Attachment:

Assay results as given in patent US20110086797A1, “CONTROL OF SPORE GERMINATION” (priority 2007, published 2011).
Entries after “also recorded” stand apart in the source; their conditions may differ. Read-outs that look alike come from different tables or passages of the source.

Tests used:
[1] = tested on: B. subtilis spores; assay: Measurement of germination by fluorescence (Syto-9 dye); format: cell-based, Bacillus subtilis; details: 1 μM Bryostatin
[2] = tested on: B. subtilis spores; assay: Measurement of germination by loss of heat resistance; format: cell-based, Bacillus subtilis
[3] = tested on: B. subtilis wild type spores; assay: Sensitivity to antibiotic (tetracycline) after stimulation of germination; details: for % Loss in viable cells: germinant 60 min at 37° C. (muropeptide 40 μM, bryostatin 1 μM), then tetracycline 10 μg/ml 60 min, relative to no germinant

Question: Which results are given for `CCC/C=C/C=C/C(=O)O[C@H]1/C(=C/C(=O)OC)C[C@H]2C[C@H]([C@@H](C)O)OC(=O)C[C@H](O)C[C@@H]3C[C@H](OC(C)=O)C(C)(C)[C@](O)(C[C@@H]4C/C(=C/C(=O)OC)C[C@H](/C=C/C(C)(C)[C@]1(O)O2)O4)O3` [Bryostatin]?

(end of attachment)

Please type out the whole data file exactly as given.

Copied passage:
Assay results as given in patent US20110086797A1, “CONTROL OF SPORE GERMINATION” (priority 2007, published 2011).
Entries after “also recorded” stand apart in the source; their conditions may differ. Read-outs that look alike come from different tables or passages of the source.

Tests used:
[1] = tested on: B. subtilis spores; assay: Measurement of germination by fluorescence (Syto-9 dye); format: cell-based, Bacillus subtilis; details: 1 μM Bryostatin
[2] = tested on: B. subtilis spores; assay: Measurement of germination by loss of heat resistance; format: cell-based, Bacillus subtilis
[3] = tested on: B. subtilis wild type spores; assay: Sensitivity to antibiotic (tetracycline) after stimulation of germination; details: for % Loss in viable cells: germinant 60 min at 37° C. (muropeptide 40 μM, bryostatin 1 μM), then tetracycline 10 μg/ml 60 min, relative to no germinant

Question: Which results are given for `CCC/C=C/C=C/C(=O)O[C@H]1/C(=C/C(=O)OC)C[C@H]2C[C@H]([C@@H](C)O)OC(=O)C[C@H](O)C[C@@H]3C[C@H](OC(C)=O)C(C)(C)[C@](O)(C[C@@H]4C/C(=C/C(=O)OC)C[C@H](/C=C/C(C)(C)[C@]1(O)O2)O4)O3` [Bryostatin]?